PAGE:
Sleeping on the Job

  • Sunday, July 11th, 2021

Otherwise called ‘sleeping while on duty’, sleeping on the job is defined as falling asleep while on the clock or while being accountable for some active or passive duty. In some situations, it is not that big a deal while in others this is a major infraction and can be grounds for even termination.

Recently however, some scientific research has come out in support of sleeping or napping at the work place as it is said to rejuvenate workers and facilitate them being more productive. A growing trend in some modern offices is having designated ‘nap time’ for employees in situations where lethargy and fatigue appear commonplace. The new philosophy is that a 5-minute nap otherwise known as a ‘power nap’ can assist employees become more energized and alert. Indeed in countries like Italy and Spain, workers have rest period where the store shutters go down and feet go up. Work resumes in parts of Spain around 3 so that means dinner is served after 7pm onwards.

While this may be the culture in some workplaces, others are very traditional and you are not about get away with sleeping on the job. For a first transgression you may get a verbal or written warning, stating how it constitutes a misconduct on top of looking very unprofessional. Communication is key and any good manager or supervisor before resorting to drastic measures should have a personal talk with the employee to find out what is going on. They need to ensure that the person has no underlying medical challenges that affect their ability to stay awake.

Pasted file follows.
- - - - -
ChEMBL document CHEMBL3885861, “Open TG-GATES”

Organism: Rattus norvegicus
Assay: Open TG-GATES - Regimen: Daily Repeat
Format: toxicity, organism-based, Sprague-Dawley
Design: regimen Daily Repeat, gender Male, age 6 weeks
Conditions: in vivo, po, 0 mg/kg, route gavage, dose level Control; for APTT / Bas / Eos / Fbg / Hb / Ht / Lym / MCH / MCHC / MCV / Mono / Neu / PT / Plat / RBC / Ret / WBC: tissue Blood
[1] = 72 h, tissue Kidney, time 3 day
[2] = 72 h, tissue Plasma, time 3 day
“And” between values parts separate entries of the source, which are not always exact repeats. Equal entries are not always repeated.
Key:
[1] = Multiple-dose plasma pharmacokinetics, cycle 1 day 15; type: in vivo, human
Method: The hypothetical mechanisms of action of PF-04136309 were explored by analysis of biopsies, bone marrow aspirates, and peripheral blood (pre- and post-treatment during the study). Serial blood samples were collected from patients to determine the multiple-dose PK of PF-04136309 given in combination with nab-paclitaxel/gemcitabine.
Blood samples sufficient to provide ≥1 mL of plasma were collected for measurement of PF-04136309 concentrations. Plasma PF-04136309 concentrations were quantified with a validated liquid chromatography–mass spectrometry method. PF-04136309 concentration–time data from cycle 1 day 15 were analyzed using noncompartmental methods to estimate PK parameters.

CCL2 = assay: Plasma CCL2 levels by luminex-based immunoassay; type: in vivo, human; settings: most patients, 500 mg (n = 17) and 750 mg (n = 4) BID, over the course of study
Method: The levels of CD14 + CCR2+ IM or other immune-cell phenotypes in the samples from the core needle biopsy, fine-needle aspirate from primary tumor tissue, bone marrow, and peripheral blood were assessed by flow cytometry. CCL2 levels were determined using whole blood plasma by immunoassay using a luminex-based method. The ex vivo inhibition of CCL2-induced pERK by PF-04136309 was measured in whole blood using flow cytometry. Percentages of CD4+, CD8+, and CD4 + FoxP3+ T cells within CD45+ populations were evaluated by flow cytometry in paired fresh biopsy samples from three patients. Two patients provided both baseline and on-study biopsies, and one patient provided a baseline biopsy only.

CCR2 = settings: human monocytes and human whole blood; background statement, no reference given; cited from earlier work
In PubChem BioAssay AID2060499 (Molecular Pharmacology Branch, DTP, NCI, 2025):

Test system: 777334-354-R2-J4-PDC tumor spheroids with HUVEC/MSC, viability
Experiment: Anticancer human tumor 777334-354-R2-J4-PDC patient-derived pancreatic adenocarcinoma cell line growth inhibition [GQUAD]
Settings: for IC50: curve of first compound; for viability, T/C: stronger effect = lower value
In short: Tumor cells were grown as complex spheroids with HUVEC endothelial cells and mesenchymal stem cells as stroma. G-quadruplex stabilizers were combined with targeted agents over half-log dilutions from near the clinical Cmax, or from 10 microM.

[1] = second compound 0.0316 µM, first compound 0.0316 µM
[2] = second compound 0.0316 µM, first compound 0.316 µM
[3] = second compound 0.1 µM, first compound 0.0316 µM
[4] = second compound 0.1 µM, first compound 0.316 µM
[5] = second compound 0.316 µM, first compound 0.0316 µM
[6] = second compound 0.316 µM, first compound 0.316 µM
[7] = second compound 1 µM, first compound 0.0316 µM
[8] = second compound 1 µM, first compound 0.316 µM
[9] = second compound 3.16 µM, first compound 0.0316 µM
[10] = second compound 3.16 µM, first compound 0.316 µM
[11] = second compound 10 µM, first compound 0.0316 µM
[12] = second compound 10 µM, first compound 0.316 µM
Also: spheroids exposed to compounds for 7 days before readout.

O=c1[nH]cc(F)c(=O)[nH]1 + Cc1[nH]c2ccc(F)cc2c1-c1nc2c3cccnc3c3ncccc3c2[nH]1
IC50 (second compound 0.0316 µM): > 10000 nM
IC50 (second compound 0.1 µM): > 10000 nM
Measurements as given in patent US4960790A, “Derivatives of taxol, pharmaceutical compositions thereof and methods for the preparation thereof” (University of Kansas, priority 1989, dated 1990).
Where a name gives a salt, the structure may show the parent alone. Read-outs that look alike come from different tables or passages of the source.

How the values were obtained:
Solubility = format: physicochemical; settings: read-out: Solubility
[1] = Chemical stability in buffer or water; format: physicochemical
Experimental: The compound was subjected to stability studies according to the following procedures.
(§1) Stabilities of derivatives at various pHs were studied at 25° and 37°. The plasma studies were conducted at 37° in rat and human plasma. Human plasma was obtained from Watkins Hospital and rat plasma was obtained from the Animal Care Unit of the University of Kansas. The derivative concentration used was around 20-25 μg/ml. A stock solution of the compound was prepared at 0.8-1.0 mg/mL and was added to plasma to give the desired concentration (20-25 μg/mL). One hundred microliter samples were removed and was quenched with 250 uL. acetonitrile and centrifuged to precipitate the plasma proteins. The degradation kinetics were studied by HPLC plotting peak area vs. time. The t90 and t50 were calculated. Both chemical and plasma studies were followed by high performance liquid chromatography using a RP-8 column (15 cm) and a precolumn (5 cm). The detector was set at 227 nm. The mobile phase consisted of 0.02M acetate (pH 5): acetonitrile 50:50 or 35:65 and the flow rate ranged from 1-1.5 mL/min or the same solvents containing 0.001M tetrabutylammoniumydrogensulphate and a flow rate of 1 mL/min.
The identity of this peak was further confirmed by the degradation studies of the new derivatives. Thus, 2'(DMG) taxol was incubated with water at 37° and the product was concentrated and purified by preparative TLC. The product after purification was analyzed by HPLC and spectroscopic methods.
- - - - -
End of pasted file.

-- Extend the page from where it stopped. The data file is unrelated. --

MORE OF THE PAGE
When an employee sleeps on the job, the head honcho’s first course of action is to assess the reason for the tiredness. Is it ‘ethnic fatigue’? a result of working two jobs or are they hung over from ‘bleaching’ all night? Do they have a medical condition such as narcolepsy or sleep apnea? Maybe their prescription medication is messing with their health and now their job. Could it be a tonne load of stress or anxiety from financial or family problems that is making it hard for them to rest at nights and so they ‘konk out’ during the day? Did they just have a new baby who is keeping them up all night?  There could be so many variables at play so firing a worker should not be the first action on the table.